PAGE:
In particular, it is an object of the present invention to provide an electrode and principally a top electrode of such a reactor with a textured surface in order to ensure that any material deposited thereon adheres to the reactor.

It is a further object of the present invention to provide a deposition shield which can be at least one of heated and/or textured in order to ensure that any materials deposited thereon adhere to the surface and do not flake or spauld off, potentially interfering with the processing of the substrate.

It is yet a further aspect of the present invention to coat the internal surfaces of the reactor with adhesion promoters which encourage the development of durable deposits which are less likely to flake or spauld and thus interfere with the processing of the work piece.

Further aspects and objects of the invention can be obtained from a review of the detailed description of the invention, the figures and the claims.

BRIEF DESCRIPTION OF THE FIGURES

FIG. 1 is a schematical plan sectional view of an electrode with heaters.

FIG. 2 is a cross sectional view of the electrode of FIG. 1.

FIGS. 3a, 3b, and 3c, are cross-sections of textured surfaces of embodiments of the invention.

FIG. 4 is a cross-section of another textured surface of an embodiment of the invention.

FIG. 5 is a cross-section of still a further textured surface of an embodiment of the invention.

FIG. 6 is a graph depicting a reduction in deposit thickness and halogen content as the electrode temperature is increased.

FIG. 7 is a side sectional view of a reactor surface which has been precoated.

FIG. 8 is a side view of a reactor with a shield protecting a reactor surface such as an electrode.

DETAILED DESCRIPTION OF THE PREFERRED EMBODIMENT

Embodiment with a Heated Upper, Lower and Side Electrodes and Other Heated Surfaces

Reactor embodiment of the present invention can include heated electrode, deposition shield and/or other surfaces. By way of example only, FIGS. 1 and 2 depict plan and cross-sectional views of an upper electrode 20 for a reactor, and in particular of an etch reactor. The upper electrode has bores 22 provided therein which can receive heating elements 24. In this particular embodiment, two of the heating elements 24 are preferably cartridge heaters with an internal thermocouple. The third element 26 is a cartridge heater used as a thermocouple in order to sense the temperature. The cartridge heaters 24 and the cartridge heater 26 using a thermocouple are connected to a controller box 28 which uses the sensed temperature to maintain the level of heat generated by the cartridge heaters and thus the temperature of the upper electrode. In this preferred embodiment, the heaters are resistive type heaters. It is to be understood that other heaters can be employed and be within the spirit and scope of the invention. It is to be understood that the same technique can be used to heat electrode shields, and other surfaces and walls of the reactor.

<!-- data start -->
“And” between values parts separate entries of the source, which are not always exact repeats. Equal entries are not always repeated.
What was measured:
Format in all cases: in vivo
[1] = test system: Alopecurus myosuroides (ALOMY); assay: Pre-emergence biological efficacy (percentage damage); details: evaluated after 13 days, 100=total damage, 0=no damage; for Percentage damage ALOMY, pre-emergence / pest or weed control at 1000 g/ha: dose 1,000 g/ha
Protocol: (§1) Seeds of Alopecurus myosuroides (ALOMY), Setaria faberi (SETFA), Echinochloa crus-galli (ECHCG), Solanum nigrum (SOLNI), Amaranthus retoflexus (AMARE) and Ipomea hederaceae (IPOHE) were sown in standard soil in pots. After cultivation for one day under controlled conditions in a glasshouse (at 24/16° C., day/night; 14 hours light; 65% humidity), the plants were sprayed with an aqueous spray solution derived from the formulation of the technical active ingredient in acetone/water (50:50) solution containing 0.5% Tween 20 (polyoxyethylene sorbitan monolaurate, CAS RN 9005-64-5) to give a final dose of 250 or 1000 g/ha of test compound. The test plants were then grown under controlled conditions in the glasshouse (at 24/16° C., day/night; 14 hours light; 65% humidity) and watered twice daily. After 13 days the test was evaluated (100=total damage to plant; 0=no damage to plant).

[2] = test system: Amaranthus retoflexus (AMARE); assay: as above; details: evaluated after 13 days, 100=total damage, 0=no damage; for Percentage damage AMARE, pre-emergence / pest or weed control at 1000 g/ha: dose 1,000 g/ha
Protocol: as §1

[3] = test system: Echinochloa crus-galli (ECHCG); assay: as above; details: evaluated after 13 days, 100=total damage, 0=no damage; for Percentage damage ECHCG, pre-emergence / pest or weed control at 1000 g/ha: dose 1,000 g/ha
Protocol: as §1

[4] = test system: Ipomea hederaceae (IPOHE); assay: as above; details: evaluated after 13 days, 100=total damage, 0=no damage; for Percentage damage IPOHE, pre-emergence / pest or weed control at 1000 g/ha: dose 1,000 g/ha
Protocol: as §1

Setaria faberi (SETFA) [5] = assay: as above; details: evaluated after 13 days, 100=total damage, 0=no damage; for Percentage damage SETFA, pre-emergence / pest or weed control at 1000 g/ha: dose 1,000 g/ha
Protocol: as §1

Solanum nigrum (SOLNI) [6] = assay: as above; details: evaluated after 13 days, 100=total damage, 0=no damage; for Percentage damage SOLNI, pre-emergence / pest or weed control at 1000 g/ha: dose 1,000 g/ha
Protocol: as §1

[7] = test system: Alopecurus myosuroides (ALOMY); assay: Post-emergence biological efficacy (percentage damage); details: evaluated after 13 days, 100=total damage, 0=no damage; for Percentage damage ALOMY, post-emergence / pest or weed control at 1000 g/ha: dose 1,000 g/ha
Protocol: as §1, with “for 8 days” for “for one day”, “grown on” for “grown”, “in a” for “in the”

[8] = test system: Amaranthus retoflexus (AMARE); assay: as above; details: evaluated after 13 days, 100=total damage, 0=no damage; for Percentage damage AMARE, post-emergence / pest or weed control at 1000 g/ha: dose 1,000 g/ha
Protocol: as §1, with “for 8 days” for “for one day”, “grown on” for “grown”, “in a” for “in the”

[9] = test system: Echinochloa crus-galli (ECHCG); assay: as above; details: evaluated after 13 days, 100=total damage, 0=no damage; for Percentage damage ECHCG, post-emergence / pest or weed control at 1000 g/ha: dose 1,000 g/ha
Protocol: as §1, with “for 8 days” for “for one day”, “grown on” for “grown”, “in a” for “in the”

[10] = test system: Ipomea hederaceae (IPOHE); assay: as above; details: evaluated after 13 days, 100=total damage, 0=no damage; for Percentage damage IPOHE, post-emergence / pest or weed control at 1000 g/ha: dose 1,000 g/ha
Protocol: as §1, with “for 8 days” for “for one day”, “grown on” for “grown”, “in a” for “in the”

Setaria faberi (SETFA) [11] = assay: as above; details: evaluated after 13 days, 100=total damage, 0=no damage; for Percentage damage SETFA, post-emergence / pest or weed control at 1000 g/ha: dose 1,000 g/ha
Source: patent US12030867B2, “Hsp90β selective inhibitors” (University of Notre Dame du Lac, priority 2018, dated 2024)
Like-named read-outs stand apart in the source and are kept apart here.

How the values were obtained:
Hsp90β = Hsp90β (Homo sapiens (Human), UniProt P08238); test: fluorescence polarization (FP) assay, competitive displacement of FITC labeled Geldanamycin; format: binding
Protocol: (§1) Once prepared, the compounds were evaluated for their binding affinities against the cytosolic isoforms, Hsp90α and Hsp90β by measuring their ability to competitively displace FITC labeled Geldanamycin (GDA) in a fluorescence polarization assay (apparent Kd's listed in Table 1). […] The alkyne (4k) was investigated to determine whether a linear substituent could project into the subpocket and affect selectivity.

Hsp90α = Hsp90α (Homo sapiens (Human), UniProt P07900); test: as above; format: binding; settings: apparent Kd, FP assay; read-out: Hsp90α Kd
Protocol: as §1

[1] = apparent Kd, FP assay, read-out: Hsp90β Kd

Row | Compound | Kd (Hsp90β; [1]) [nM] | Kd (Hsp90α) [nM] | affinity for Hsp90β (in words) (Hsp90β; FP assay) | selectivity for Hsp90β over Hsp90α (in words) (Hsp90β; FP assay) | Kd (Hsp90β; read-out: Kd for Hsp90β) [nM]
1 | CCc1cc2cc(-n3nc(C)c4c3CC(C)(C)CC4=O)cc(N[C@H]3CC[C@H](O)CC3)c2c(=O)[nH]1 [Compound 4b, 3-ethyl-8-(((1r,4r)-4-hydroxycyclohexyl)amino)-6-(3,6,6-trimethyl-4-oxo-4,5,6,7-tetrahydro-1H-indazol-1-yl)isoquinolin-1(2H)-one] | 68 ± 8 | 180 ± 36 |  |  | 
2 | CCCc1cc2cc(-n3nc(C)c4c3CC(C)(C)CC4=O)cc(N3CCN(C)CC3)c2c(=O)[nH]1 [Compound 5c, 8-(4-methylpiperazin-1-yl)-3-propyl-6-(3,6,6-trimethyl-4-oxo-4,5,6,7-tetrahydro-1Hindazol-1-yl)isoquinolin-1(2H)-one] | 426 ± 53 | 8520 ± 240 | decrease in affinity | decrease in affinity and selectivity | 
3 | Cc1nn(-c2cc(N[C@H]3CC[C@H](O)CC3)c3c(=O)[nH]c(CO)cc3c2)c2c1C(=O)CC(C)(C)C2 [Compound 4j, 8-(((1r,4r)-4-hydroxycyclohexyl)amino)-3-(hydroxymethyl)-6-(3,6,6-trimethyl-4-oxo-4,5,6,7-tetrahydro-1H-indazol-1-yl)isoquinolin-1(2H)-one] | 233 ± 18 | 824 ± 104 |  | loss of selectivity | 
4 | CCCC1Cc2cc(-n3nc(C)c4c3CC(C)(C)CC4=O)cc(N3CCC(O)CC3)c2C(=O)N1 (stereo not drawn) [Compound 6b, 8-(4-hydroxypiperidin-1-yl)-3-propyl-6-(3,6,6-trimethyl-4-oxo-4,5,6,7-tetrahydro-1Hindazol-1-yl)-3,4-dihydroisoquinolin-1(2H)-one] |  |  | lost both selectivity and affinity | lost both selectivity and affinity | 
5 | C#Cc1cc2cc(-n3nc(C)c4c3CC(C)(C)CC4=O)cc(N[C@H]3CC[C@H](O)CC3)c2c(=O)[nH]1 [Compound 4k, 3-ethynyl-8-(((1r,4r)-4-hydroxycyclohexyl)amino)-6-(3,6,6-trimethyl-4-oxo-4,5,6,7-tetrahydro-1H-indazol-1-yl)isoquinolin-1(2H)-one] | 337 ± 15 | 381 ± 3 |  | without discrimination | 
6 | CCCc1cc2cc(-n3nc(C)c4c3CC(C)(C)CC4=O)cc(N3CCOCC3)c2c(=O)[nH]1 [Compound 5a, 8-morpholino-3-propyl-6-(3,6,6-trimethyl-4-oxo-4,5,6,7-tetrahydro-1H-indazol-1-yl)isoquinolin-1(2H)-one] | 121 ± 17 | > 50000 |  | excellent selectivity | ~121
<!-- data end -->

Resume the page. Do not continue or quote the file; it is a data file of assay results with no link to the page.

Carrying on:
In a preferred embodiment, where the electrode is made out of aluminum, the upper electrode (and/or the electrode opposite to the electrode or chuck holding a wafer to be processed) is preferably heated to a maximum temperature of about 300 to about 350 degrees C. With the upper electrode made of graphite or silicon, the maximum temperature is preferably about 400 to about 500 degrees C.

Without being so heated, in a typical etch reactor, the upper electrode would be floating at a maximum temperature of about 100 degrees C.

In a typical reactor, during the processing of a substrate such as a semiconductor wafer, reaction gases, materials from the wafer and combination thereof can be deposited on the various internal surface of the reactor and chamber, such as for example, the electrode. With the heated electrode of the above embodiment, the deposits are thinner, more adherent and more durable than is experienced when such reaction materials are deposited on non-heated surfaces. More particularly, when reactors and in particular etch reactor process substrate with platinum, the deposited layer on the electrode and other surfaces is more likely to be mostly platinum and not combinations of platinum with other gases such as chlorine and oxygen. Such other gases de-absorb or boil off from the surfaces in order to leave a more thin, durable and adhesive platinum layer. This layer accordingly sticks better to the surface of the electrode and does not easily flake or spauld off. Accordingly, there is less of a likelihood that any materials deposited on the electrode will flake off from the electrode and ruin the substrate being processed.

It has been found that by using heated upper electrodes, that there can be a reduction of seven-fold and even greater in the deposit thickness of materials on the upper eductor. A stronger interfaced between the surface and the deposit is also experienced.

The graph of FIG. 6 demonstrates that as the temperature of the surface is increased, the deposit thickness greatly decreases along with the content of halogens (for halogen gas system) in the deposited material. With a decrease in halogen compounds (such as PtClx), the deposited materials are thinner and more adherent and tend toward a simple material such as platinum.

It is to be understood that although the above embodiment was discussed with respect to a heated upper electrode, that other surfaces present inside the reactor chamber can be also heated in order to accomplish the same benefit with respect to that surface. Further, it is to be understood that shields can be used to protect the electrode and other components, which shields are consumable and which shields can be heated and benefit from the present invention.